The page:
Composite resin sealants are crafted out of a plastic known as acrylic resin. This material blends well with natural teeth, offers a tooth-colored appearance, and is comparatively more durable. These sealants are bonded to the chewing surface of molars and premolars in order to protect vulnerable areas from tooth decay and cavities. However, sealants fabricated from composite resin do not release fluoride and cannot provide any additional benefits to people.
APPROXIMATE COSTS OF DENTAL SEALANTS:
Without insurance, dental sealants can cost you around $30 to $40 per tooth. However, these costs are inconsistent and vary greatly. Sometimes dentists can set their own rates, so one should search the area in order to find the best dental sealant price. Generally, the amount of sealants is quite inexpensive compared to other dental treatments and most of the time; dental insurance covers the cost of sealants.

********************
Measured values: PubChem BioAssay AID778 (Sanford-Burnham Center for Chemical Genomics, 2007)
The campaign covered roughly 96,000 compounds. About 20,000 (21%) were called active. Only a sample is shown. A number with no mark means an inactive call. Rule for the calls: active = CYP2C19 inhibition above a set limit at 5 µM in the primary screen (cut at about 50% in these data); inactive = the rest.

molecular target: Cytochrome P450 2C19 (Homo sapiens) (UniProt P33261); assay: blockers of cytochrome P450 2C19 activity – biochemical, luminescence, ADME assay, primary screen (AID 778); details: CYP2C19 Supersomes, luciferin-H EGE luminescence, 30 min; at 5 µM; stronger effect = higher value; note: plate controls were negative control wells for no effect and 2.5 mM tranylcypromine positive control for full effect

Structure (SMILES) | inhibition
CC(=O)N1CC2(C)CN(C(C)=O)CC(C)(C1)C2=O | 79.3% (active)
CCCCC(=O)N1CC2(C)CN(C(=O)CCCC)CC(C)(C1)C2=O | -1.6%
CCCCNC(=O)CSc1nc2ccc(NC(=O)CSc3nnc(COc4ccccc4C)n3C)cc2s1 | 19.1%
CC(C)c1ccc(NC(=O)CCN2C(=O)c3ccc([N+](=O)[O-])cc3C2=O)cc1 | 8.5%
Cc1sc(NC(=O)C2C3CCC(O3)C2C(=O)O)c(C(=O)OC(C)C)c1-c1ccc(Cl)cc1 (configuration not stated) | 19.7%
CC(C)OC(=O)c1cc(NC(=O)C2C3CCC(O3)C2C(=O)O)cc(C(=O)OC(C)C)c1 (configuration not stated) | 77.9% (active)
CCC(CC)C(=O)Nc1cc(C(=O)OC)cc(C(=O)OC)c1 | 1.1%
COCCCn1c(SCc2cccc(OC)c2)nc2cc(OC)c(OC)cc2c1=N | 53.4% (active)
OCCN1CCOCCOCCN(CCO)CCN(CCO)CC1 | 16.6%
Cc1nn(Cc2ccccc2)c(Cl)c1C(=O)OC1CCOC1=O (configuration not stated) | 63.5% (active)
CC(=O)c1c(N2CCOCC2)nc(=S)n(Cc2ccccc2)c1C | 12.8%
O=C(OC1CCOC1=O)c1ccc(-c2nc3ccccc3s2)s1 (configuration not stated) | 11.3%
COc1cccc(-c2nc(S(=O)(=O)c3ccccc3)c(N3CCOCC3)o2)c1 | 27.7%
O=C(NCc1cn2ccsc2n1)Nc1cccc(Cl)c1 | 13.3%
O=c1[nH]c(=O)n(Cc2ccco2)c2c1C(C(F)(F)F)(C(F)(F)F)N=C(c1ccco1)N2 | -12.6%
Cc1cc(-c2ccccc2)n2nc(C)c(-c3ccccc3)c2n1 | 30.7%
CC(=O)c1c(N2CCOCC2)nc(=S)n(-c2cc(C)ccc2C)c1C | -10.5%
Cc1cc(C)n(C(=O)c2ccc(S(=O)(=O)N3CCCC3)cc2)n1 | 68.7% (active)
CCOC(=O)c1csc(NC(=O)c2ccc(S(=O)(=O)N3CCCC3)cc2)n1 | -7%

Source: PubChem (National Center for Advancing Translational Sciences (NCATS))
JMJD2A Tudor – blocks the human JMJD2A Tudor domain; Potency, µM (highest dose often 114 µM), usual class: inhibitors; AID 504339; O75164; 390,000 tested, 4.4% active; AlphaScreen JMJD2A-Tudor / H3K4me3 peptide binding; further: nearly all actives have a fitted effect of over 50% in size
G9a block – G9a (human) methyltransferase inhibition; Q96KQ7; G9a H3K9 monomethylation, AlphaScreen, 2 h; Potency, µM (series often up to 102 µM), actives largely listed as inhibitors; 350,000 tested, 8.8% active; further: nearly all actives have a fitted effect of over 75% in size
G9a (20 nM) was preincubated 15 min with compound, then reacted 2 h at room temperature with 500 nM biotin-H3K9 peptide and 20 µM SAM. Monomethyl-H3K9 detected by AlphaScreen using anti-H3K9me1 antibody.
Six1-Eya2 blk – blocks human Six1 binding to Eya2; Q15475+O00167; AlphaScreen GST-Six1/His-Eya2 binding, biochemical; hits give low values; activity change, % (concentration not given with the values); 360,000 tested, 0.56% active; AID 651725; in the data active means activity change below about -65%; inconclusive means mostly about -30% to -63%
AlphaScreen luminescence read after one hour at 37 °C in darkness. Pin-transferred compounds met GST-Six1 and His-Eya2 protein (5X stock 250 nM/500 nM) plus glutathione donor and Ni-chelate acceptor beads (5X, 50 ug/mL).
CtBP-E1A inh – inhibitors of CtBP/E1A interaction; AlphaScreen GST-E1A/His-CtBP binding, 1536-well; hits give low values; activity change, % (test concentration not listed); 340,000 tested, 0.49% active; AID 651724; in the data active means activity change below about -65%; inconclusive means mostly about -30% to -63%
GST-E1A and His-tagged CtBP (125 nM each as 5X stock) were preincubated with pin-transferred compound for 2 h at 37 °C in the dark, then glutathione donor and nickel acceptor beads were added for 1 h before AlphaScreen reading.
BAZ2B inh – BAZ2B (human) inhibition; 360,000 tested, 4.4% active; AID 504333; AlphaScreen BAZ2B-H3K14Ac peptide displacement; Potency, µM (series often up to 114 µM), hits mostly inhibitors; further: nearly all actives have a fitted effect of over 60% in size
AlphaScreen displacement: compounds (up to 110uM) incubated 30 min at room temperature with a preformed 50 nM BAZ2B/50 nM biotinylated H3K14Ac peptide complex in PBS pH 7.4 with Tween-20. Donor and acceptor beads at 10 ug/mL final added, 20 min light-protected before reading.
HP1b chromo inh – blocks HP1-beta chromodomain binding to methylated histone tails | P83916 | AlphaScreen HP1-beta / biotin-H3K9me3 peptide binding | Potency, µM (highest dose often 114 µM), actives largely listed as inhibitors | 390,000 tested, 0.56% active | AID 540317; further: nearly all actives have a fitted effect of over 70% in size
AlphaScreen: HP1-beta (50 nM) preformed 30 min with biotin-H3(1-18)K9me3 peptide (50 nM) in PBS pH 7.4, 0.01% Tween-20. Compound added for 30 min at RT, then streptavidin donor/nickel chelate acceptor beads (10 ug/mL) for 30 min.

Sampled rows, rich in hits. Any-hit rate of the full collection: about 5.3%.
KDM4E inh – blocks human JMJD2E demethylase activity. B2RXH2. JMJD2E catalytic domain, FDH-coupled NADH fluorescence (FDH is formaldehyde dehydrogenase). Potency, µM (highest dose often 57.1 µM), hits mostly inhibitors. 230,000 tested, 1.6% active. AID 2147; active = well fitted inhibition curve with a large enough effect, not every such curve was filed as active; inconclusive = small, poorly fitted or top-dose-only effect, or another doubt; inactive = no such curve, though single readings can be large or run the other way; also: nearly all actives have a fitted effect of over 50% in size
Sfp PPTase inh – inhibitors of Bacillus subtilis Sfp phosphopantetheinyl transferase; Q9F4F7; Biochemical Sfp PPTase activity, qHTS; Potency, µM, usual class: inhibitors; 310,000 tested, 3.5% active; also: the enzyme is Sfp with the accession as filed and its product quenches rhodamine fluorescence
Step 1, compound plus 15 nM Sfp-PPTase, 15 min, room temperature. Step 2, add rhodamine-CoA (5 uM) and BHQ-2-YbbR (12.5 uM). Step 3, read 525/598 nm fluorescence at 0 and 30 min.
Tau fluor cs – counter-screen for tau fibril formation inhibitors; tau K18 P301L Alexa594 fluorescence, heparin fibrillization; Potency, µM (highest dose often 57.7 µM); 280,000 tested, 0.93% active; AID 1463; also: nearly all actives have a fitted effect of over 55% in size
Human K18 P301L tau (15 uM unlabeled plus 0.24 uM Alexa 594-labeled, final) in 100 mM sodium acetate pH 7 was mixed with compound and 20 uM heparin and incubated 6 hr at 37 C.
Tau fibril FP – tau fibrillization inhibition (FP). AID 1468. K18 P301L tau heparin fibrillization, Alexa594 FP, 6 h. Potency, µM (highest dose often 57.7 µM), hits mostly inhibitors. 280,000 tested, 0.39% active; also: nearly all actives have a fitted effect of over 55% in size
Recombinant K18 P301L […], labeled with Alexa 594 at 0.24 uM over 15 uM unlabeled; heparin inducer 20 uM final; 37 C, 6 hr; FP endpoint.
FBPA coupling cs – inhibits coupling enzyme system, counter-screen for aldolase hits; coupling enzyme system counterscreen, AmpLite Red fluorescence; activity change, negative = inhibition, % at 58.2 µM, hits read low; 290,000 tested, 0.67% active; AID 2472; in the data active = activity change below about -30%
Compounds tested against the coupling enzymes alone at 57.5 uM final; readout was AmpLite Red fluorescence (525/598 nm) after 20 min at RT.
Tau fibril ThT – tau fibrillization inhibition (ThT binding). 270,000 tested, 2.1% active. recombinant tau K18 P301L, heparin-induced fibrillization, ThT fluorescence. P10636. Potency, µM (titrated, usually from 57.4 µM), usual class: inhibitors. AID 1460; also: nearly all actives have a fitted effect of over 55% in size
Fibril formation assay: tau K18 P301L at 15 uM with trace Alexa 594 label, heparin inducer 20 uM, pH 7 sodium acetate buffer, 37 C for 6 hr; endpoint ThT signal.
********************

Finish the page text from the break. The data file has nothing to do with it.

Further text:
Sealants, in addition to providing benefits to children, can also be used for adults who are looking to minimise the chances of tooth decay. They are also a form of preventative dental approach that protects your teeth from future dental issues arising from bacterial buildup and plaque decay.
HOW ARE SEALANTS APPLIED?
Applying sealant is a quite painless and simple process. It takes only a few minutes for your dentist or oral hygienist to apply the sealant in order to seal each tooth.
The application steps usually involve the following:
- Firstly, the dentist thoroughly cleans and seals the teeth of patients.
- Each tooth is then individually dried, and after that, any absorbent material, such as cotton, is put around the tooth to keep it dry.
- An acid solution is then placed on the chewing surfaces of the teeth to roughen them up, which aids the sealant bond to the teeth.
- The teeth are then thoroughly rinsed and dried.
- The sealant is then painted onto the tooth enamel, bonding directly to the tooth and sometimes a special curing light is also used to help the sealant harden.
PROS AND CONS OF SEALANTS:
1. SEALANTS ARE SUITABLE FOR ALL AGES: